CIA officers who were involved in cases of wrongful imprisonment, mistreatment and even detainee deaths have often avoided serious punishment and in many cases been promoted within the agency, an investigation by the Associated Press has found.
Take the case of German citizen Khaled El-Masri, who was kidnapped and transferred to a secret prison in Afghanistan for interrogation in 2003. U.S. officials have since admitted that the CIA wrongfully imprisoned El-Masri.
Though the lawyer who signed off on the decision received a reprimand, the CIA never punished the analyst who pressed for El-Masri’s wrongful rendition, despite recommendations from the CIA’s inspector general, AP reported.
A former CIA official told the Washington Post in 2005 that the analyst “didn’t really know. She just had a hunch” when she made the decision regarding El-Masri. The analyst now runs the CIA’s Global Jihad unit, which leads the U.S. government’s counterterrorism efforts against al-Qaeda.
She’s hardly the only example of the CIA’s failure to hold officers accountable for their decisions. Other cases in the AP story in which officers made serious mistakes with little to no punishment include:
- A case in which a terrorism suspect froze to death in a makeshift prison in Afghanistan after CIA officers stripped him and left him overnight in an unheated cell. An investigation of the incident raised concerns about the top officer at the prison, the CIA’s station chief in Afghanistan, and management at headquarters. Nobody was punished.
- A case in which a CIA interrogator performed a “mock execution” by holding an unloaded gun and bitless drill to the head of an al-Qaeda operative at a secret CIA prison in Poland. Mock executions are not authorized by the Justice Department, but the interrogator received only a reprimand.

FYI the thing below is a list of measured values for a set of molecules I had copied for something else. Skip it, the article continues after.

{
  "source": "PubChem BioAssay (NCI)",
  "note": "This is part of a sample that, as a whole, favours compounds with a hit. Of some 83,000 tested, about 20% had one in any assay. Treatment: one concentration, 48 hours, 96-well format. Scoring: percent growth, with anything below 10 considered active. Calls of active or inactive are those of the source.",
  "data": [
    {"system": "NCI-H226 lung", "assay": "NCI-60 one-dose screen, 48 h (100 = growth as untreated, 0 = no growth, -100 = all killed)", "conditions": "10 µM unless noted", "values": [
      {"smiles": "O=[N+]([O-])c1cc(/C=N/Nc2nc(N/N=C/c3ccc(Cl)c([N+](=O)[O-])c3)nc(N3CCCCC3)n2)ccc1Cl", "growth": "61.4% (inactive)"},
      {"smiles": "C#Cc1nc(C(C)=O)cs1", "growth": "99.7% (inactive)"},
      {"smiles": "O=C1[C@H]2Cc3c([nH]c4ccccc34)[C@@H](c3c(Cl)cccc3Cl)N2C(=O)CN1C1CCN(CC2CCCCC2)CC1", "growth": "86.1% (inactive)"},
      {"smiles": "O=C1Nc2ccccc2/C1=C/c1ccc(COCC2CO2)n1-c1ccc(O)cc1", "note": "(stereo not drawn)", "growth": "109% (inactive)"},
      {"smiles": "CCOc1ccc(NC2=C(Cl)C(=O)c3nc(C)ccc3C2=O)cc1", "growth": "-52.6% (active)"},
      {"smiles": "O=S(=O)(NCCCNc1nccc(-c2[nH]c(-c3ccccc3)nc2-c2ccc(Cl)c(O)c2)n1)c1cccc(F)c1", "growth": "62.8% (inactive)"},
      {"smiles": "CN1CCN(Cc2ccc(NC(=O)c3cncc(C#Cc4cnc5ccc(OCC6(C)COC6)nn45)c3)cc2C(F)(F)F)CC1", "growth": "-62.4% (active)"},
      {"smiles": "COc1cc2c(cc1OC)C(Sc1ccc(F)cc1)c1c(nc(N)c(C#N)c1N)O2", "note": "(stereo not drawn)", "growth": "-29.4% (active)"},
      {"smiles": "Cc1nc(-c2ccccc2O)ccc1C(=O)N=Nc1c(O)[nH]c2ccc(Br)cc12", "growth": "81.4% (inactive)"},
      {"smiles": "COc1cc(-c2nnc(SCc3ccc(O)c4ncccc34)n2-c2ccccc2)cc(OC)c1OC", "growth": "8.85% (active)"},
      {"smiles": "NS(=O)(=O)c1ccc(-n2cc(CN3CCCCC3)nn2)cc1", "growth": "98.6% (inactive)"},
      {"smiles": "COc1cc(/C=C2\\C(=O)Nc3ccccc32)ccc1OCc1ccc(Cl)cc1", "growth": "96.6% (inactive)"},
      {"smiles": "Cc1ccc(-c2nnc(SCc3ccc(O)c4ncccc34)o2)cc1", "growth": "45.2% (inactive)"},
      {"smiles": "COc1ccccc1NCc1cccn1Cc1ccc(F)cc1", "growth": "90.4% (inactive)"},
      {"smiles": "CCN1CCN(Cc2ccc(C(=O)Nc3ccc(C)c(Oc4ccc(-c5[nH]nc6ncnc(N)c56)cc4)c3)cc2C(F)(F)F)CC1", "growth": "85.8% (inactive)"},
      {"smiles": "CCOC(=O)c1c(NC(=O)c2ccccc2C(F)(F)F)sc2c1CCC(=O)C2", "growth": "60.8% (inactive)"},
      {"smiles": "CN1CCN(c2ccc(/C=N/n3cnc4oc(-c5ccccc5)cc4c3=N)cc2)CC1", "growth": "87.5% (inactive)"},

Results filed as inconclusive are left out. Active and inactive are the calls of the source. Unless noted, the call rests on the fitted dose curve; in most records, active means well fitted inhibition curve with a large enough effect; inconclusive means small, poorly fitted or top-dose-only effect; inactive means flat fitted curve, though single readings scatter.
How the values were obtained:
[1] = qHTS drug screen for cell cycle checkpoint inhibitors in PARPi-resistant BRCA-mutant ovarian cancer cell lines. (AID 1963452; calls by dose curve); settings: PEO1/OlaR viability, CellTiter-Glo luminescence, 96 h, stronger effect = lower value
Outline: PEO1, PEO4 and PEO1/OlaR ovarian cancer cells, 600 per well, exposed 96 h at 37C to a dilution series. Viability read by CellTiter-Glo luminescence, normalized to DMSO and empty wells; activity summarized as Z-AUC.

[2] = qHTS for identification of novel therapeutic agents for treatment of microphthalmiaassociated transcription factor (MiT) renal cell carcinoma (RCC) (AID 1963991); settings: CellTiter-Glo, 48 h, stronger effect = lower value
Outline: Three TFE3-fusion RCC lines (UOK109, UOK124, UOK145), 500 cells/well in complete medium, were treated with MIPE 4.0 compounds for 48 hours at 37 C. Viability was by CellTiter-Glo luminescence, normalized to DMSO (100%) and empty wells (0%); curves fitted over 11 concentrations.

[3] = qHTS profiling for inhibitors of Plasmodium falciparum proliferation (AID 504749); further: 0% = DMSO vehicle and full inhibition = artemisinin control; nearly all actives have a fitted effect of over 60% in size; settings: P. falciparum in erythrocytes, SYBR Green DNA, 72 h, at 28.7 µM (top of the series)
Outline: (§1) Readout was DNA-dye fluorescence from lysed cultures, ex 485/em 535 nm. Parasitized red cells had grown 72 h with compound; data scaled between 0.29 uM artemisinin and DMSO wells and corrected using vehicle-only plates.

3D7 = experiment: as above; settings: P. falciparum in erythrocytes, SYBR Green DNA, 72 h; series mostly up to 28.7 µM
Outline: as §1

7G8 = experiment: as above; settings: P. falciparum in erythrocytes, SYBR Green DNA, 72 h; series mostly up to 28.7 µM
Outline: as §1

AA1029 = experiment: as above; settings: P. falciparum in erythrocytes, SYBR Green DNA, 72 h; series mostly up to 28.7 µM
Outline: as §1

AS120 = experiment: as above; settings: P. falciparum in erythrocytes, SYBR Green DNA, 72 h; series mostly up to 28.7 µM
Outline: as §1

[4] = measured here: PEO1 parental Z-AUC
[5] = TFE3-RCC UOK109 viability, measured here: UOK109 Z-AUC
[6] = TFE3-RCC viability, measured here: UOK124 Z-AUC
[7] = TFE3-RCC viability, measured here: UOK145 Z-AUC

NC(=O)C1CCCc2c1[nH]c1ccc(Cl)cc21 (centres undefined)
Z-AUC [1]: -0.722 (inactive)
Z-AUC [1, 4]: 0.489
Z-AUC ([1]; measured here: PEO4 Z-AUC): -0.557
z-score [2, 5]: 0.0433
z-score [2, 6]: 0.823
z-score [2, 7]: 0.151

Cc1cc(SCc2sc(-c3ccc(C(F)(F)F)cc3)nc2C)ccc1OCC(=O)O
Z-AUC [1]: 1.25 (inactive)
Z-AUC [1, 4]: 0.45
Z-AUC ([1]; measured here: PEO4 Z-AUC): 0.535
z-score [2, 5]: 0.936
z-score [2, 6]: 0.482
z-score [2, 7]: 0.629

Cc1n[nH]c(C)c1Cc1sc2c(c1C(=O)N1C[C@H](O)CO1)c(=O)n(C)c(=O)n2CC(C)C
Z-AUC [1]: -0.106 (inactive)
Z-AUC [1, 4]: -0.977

- A case of prisoner abuse at Abu Ghraib in which a prisoner was interrogated, covered by a hood, shackled to a window, and found dead a half hour later. His death was ruled a homicide and the medical examiner said the hood over his head and the position he was constrained to contributed to his death, but the CIA officer who ran the detainee unit only received a letter of reprimand.
Many of the internal investigations which found past mistakes by CIA officers were conducted by the CIA’s inspector general—a position that sat vacant for more than a year before a new inspector general was sworn in last fall.
A CIA spokesman told the AP, “Any suggestion that the agency does not take seriously its obligation to review employee misconduct — including those of senior officers — is flat wrong,”and said that CIA Director Leon Pannetta has fired employees for misconduct.